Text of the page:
We’re almost a month into the season, and I’m just now getting the team stats up and running. That’s not such a bad thing, though, since there is some danger in reading too much into early-season stats. GSC West teams have played anywhere from 4 to 10 games, but even for the most active teams, it’s hard to read too much into the season so far.

Here’s what I’ll say definitively: Ouachita Baptist is better than I thought, and Henderson State looks positively awful. Christian Brothers has been good, but not outstanding, and everyone else is somewhere in between.

I’ll have some more insightful analysis as we go along, probably starting this week (since Harding doesn’t play again until Saturday). I’m also working on updating the glossary, or maybe even the stat pages themselves, with some explanations. I know the acronyms don’t do you much good if you don’t know what they mean.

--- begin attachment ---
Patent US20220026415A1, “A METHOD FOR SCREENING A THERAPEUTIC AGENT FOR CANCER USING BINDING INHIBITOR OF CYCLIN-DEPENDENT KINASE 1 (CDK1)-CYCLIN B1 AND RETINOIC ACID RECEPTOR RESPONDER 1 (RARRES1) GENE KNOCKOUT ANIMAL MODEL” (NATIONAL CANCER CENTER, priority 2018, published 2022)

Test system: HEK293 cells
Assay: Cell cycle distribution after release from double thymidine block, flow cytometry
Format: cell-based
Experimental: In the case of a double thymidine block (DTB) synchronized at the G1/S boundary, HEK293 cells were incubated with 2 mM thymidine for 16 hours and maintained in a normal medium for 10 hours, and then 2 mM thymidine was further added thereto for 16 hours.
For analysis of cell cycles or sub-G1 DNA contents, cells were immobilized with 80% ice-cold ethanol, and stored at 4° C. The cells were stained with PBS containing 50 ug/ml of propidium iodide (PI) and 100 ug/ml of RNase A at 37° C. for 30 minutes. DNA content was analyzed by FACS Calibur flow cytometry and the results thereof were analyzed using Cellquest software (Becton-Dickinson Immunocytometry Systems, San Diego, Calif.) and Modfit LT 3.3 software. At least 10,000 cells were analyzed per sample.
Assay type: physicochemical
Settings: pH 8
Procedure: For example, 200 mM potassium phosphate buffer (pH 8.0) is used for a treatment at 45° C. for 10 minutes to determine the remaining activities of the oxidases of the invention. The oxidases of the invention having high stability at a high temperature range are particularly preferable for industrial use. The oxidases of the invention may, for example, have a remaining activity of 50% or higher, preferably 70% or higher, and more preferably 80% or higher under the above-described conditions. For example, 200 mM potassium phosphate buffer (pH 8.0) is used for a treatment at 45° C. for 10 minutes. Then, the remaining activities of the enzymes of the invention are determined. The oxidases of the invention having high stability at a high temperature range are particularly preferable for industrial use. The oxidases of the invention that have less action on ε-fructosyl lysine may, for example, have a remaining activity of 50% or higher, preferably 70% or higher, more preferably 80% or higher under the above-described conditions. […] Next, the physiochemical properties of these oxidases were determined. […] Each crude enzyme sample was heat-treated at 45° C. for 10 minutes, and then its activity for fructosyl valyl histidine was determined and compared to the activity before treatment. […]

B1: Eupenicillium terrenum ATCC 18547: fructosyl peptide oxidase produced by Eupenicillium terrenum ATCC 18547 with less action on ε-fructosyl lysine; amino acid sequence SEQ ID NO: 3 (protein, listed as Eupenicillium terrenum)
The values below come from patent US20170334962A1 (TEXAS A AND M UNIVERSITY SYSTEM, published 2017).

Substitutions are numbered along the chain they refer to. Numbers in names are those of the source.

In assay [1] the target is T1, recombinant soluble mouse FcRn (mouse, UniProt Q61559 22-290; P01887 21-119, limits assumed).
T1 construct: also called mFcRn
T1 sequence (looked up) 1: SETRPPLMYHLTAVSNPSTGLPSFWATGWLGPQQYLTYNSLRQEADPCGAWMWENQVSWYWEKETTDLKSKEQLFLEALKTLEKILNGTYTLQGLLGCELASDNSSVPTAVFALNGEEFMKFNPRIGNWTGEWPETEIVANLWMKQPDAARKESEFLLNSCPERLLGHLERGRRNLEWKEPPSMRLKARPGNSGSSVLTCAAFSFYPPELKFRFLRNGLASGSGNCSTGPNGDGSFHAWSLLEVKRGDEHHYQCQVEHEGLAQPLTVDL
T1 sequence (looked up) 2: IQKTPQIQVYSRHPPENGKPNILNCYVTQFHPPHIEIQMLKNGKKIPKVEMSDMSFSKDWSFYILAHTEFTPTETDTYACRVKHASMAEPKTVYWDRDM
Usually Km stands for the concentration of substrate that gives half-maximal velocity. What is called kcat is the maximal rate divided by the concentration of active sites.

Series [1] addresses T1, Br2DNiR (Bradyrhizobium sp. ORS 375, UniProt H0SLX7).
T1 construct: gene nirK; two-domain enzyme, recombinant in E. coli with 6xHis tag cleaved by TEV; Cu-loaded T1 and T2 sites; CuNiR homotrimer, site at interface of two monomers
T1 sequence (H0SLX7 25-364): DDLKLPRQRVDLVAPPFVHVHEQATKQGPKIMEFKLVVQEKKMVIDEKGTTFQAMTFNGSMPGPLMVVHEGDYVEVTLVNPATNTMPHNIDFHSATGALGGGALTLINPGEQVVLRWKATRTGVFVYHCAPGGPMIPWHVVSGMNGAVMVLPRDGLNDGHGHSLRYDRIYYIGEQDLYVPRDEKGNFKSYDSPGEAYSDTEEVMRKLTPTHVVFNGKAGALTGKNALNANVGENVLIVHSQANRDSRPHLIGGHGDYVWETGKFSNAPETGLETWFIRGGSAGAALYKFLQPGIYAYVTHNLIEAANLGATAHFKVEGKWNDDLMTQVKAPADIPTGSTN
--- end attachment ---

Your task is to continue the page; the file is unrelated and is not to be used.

Here’s a quick primer for some of the items you might not understand if you’re new to the site or to advanced basketball stats:

  • Pace is a pretty simple (and vital) concept: it’s the number of possessions a team has in a particular game, as well as the basis for pretty much every other meaningful stat.
  • OEff, DEff, and Net are the same concept: Offensive Efficiency is the number of points a team scores per 100 possessions, while Defensive Efficiency is the number allowed. Net is OEff – DEff.
  • Schedule Strength is based on my rough estimate of a team’s talent level, as explained in this post from two years ago. “Sched” is the average opponent’s rating using that method, so the higher the number, the more difficult the schedule. The adjusted efficiency numbers are based on these estimates of schedule strength.
  • PythW, PythL, and PW& are estimated wins, losses, and win percentage based on the adjusted efficiency numbers I came up with. These are based on Bill James’ interpretation of Pythagorean Record for baseball, but adapted based on basketball scoring.
  • AOff, ADef, and ANet are adjusted offensive, defensive and net efficiency.